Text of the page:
A few weeks I wrote a post in which I claimed that using terms like “Israel-Firster” or “Israeli Apartheid” does not make you anti-Semitic. Those who think otherwise are trivializing anti-Semitism and/or trying to delegitimize the views of their opponents.
The discussion has now shifted from the question of the attitudes of the person using the terms to the terms themselves. Granted that you can use the term “Israel-Firster” without being an anti-Semite – but is it appropriate to use a term that has been used by anti-Semites, or which is reminiscent of anti-Semites, etc., or which was popularized by anti-Semites – I am told?
Let’s look at this carefully. There may be tactical reasons to avoid using certain terms. You may think that what Israel is doing on the West Bank is sufficiently close to apartheid to call it just that. But you may not wish to use the term in a debate, because that is an invitation to a theoretical exploration of how similar or dissimilar it is. Or not. I am just saying that you may not find it a helpful term, and “Israel-firster” may be one of those.
People should also be careful about using terms that have a history of bigotry associated with them, even if they don’t intend to use them in a bigoted manner. That’s my viewpoint, anyway. I don’t mean to be issue a blanket prohibition, just an admonition to be careful. “Israel-firster” is a pejorative term. That’s no reason not to use it, but it clearly assumes that this is not something good. And so, again, it may not be helpful to use it.
Yet there may be good reasons to use a term despite its being considered offensive by some. Many Americans, mostly Christian, are squeamish about using the word “Jew” or “Jews”; they prefer to say “Jewish” or “Jewish people”. In the famous “anti-Dentite” Seinfeld episode, the priest asks Jerry, “And that offends you as a Jewish person?” and not “And that offends you as a Jew.” This preference of “Jewish person” for “Jew” is due, ultimately, to pejorative associations of the word in the English language (“to jew down a price”), and excessive (and barely conscious) sensitivity of the negative associations.
I use this example because “Jew”, unlike the N-word, is not commonly felt today to be offensive. Likewise, most people who hear “Israel-firster” are entirely ignorant of its pedigree (if indeed that pedigree is not cherry-picked from websites.)
It seems to me that those people who believe that certain Americans, Jews and non-Jews, who see everything through the prism of, “Is it good for Israel” can be legitimately called ‘Israel-firsters.” It doesn’t matter to me that these people view as a given the convergence of Israeli and American interests. So, like my colleague and friend, Phil Weiss, I have no problem.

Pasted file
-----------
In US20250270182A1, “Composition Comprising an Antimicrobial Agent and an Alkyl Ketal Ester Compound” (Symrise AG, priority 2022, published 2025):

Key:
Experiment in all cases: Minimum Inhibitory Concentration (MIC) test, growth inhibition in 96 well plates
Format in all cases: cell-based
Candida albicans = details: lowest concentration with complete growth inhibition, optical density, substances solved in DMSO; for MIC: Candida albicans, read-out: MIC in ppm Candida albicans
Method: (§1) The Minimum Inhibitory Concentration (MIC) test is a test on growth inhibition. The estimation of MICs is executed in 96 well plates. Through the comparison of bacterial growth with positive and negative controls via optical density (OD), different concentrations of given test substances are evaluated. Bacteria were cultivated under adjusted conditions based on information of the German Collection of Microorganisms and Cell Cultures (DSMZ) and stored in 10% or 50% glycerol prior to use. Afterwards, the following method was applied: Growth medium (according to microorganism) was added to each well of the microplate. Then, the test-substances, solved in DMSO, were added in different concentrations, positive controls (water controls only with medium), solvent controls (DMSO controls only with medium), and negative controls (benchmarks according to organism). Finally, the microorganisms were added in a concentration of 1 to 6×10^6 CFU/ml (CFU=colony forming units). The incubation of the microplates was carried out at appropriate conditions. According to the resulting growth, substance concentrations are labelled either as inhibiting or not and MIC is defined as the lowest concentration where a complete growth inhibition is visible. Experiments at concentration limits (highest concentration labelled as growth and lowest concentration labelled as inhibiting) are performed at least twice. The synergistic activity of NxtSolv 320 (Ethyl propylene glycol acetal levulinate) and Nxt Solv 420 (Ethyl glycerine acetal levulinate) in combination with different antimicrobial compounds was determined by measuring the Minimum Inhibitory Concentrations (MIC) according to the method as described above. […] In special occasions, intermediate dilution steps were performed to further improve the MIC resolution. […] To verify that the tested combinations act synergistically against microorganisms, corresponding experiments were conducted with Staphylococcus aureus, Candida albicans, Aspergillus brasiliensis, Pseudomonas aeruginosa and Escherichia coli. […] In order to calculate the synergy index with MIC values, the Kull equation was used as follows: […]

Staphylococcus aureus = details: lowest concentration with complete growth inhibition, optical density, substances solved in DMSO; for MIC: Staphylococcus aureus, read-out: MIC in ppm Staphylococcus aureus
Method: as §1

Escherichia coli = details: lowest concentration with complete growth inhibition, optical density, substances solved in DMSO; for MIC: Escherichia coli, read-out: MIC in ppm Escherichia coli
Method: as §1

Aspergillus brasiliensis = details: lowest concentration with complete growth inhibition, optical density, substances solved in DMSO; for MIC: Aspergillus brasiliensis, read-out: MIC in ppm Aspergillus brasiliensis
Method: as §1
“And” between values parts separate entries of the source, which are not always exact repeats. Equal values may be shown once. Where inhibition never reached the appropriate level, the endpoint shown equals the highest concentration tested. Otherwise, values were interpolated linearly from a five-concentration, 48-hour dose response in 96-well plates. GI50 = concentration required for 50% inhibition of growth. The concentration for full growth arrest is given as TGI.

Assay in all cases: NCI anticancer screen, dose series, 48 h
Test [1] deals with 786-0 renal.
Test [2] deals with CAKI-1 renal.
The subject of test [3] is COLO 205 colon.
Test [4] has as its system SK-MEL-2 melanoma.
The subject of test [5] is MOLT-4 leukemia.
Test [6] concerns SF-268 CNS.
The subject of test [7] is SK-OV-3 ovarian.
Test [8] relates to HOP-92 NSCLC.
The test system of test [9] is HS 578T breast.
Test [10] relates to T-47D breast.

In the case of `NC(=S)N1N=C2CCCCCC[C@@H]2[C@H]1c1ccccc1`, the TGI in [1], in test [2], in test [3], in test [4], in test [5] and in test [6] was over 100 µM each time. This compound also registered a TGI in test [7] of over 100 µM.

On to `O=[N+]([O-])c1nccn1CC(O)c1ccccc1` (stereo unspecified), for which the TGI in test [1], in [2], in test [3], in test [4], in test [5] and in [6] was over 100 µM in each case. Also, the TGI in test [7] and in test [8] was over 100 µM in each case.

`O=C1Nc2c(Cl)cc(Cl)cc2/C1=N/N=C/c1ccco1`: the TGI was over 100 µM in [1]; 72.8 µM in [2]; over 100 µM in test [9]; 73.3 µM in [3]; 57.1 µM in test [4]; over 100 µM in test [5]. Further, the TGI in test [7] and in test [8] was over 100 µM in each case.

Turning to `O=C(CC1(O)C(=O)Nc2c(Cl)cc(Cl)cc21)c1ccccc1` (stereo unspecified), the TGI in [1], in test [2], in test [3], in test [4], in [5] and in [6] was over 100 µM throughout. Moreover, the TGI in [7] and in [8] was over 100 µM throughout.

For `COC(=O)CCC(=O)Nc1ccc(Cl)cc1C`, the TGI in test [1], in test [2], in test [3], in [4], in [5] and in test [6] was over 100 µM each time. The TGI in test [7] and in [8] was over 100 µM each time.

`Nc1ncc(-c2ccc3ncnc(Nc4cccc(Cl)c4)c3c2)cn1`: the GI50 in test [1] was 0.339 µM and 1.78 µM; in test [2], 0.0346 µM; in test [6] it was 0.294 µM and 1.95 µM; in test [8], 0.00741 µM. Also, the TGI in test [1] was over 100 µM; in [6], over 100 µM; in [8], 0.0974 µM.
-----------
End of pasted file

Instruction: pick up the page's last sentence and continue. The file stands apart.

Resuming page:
Again, I may eschew the term for tactical reasons, but I am more interested in the phenomenon than in the label for it. Many Jews argued against the founding of a Jewish state precisely because of the problem of dual loyalty. It is not as if this was invented by anti-Semites.
To imply that somebody is an anti-Semite today is a far greater sin than calling somebody an “Israel-firster,” even if you find the latter offensive. Why? Because bigotry against Jews is considered a greater vice than excessive loyalty to your tribe. So I would expect somebody who decries “Israel-firster” on the grounds of its insensitivity and offensiveness would be sensitive towards throwing the anti-Semite accusation around.
Enter Spencer Ackerman, who, after castigating his fellow leftwing Jews for using “Israel firster,” writes.
By all means, get into it with people who interpret every disagreement Washington has with Tel Aviv as hostility to the Jewish state. But if you can’t do it without sounding like Pat Buchanan, who has nothing but antipathy and contempt for Jews, then you’ve lost the debate.
That last sentence implies, quite clearly, that Pat Buchanan is an anti-Semite. Ackerman, who peppers his post with links, doesn’t even seem to be bothered by the fact that he doesn’t provide a source for the accusation.
Sorry, my own hyper-sensitivity here reads Ackerman as saying, “Leftwing Jews shouldn’t use terms that notorious anti-Semites like Buchanan would use.” And I find that patronizing and offensive: first, because of the implicit ingroup/outgroup distinction on a relatively benign term like “Israel-Firster” (we are not talking about “Zionist scum”); and second, because I have no reason to believe that Pat Buchanan is anti-Semitic. Surely nothing that the ADL cherry-picks here would lead inexorably to that conclusion. I am open to being convinced otherwise, but I have it on very good authority that the accusation is baseless – unless you adopt the ADL’s Zionist interpretation of anti-Semitism
Here is another definition. An "anti-Semite" is somebody who protested the Israel Lobby before it became fashionable to do so.
I am being ironic.